On the Bright Side
October 9, 2021
It's that time of year again, when the leaves are colorful and flying all over, and the fall chill is much more noticeable...and everyone should remember that October is National Breast Cancer Awareness month.
Everyone I know has been affected by some kind of cancer, in one way or another, either directly or indirectly. I'm fortunate to have dodged that bullet for myself (so far), but I have been in the fight with friends and family who have been diagnosed. My mother had breast cancer twice and recovered from both of those bouts, only to lose her life to pancreatic cancer some years later.
I always like to write a reminder column in October about Breast Cancer Awareness Month, which is a good time to remember those who have faced that battle – those who have lost it, as well as those who beat it – and to remember to take it seriously and get checked regularly. Both of my mom's breast cancer battles were discovered by mammograms and were caught early enough to save her life. At least three personal friends have had the same experience with mammos in the last couple of years.
"Early detection is so crucial, I consider myself fortunate that I found this in the early stages and the prognosis is so promising," said Joan Lunden, former ABC morning anchor and American journalist and cancer survivor. Her cancer was detected in a mammogram.
But mammograms aren't the only way to detect breast cancer early. Robin Roberts, CBS morning news host and cancer survivor, said, "I can't stress enough how important it is to get screened and checked for all cancers - and to do self breast-exams. I found my lump in a self-exam! Because I was familiar with my body and the lumps, I knew this one felt different. It was in a different place on my breast and it was hard. If I hadn't been doing self-exams, I wouldn't have known that."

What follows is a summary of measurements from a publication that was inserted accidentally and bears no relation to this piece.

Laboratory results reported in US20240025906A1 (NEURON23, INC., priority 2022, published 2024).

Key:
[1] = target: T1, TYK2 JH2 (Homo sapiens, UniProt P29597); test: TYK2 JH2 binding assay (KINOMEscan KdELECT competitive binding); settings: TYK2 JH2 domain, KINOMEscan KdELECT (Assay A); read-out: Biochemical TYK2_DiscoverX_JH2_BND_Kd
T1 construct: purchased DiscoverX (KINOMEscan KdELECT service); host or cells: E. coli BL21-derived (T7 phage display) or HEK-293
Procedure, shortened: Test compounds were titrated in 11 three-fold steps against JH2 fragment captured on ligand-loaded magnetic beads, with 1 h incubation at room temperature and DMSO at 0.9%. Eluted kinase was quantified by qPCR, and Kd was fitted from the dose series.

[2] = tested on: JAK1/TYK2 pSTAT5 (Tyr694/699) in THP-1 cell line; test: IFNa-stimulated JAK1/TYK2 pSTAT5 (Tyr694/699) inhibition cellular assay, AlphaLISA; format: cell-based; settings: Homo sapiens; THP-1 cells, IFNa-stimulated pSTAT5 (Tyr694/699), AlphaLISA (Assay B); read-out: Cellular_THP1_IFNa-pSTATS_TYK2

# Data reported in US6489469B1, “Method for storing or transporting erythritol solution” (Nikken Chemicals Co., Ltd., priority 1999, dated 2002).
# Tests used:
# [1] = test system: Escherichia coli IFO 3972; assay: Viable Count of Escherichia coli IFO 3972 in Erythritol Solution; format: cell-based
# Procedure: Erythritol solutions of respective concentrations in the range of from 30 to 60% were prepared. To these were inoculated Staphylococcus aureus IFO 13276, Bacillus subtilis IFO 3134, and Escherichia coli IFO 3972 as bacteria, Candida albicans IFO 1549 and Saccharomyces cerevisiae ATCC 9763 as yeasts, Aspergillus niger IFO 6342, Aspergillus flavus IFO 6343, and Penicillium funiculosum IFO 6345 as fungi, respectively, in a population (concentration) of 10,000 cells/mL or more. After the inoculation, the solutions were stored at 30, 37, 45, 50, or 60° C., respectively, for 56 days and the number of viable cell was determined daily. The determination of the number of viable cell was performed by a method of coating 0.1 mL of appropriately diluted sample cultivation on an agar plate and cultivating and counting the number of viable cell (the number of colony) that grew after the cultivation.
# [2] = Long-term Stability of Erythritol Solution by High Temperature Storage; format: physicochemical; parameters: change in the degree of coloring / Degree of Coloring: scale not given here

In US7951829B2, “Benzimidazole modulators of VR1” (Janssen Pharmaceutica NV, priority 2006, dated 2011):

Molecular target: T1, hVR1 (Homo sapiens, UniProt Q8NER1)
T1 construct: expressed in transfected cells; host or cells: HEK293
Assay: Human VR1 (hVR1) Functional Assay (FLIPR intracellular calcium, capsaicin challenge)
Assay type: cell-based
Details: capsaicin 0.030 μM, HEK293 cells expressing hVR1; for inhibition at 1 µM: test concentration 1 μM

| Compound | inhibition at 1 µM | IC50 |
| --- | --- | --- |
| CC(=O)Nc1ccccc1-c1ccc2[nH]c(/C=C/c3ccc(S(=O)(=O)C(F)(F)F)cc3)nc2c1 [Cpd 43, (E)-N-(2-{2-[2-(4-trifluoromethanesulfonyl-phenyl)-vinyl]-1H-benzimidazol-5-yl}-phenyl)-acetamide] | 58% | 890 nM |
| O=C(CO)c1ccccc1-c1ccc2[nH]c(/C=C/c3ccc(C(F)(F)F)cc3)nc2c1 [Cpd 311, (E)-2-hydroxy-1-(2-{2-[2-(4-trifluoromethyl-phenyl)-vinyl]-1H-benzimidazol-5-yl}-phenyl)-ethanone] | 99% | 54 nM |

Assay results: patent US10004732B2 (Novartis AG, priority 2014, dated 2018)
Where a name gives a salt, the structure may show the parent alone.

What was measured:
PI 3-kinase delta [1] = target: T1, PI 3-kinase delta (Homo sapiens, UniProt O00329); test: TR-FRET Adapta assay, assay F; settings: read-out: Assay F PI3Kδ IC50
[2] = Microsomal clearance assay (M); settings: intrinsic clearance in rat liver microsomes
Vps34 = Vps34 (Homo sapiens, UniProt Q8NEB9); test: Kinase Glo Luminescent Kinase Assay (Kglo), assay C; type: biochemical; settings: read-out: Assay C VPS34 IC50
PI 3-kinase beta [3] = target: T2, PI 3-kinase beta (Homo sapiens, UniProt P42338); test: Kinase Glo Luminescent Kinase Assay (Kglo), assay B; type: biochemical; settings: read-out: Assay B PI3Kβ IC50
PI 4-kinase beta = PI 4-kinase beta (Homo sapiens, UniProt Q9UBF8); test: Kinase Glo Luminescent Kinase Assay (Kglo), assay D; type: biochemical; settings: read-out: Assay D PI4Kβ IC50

Many women, famous and otherwise, are helping the cause and talking about their own personal experiences these days, but women are not the only people affected by breast cancer and who benefit from self-exams. Peter Criss, drummer and vocalist for the rock-band Kiss, was diagnosed after he discovered a lump in his own chest. In a CNN interview Criss said he considered himself "the luckiest man on the planet" due to surviving breast cancer; he often gives speeches to spread awareness of breast cancer among males.
I've had a few questionable mammos myself, and because of my family history and my own other health issues, I get checked regularly and follow up on anything that doesn't look quite right. But family history is not necessarily a factor in whether or not one gets breast cancer. About 60-70% of people with breast cancer have no known pre-existing risk factors. This is why it is important for everyone to have an early detection plan, regardless of family history.
"Someone like me shouldn't be diagnosed with breast cancer," said Sheryl Crow, singer/songwriter and breast cancer survivor. "That's what was going through my mind. I wasn't thinking about a diagnosis. I was just doing what I was supposed to do, which was staying on top of my mammograms. It was a shock."
Christina Applegate, one of the youngest and most open survivors, said on the Oprah Winfrey Show that her diagnosis and experience spurred her "to go out and fight as hard as I can for early detection."
I hope everyone takes this seriously: early detection is a critical factor in survival. Please spread the word about Breast Cancer Awareness. By doing so, you may help save the life of someone you love.
© 2021 Marilda Mel White. Mel White, local photographer and writer and owner of Tehachapi Treasure Trove, has been getting regular check-ups for decades, and has been looking on the bright side for various publications since 1996; she welcomes your comments at email@example.com.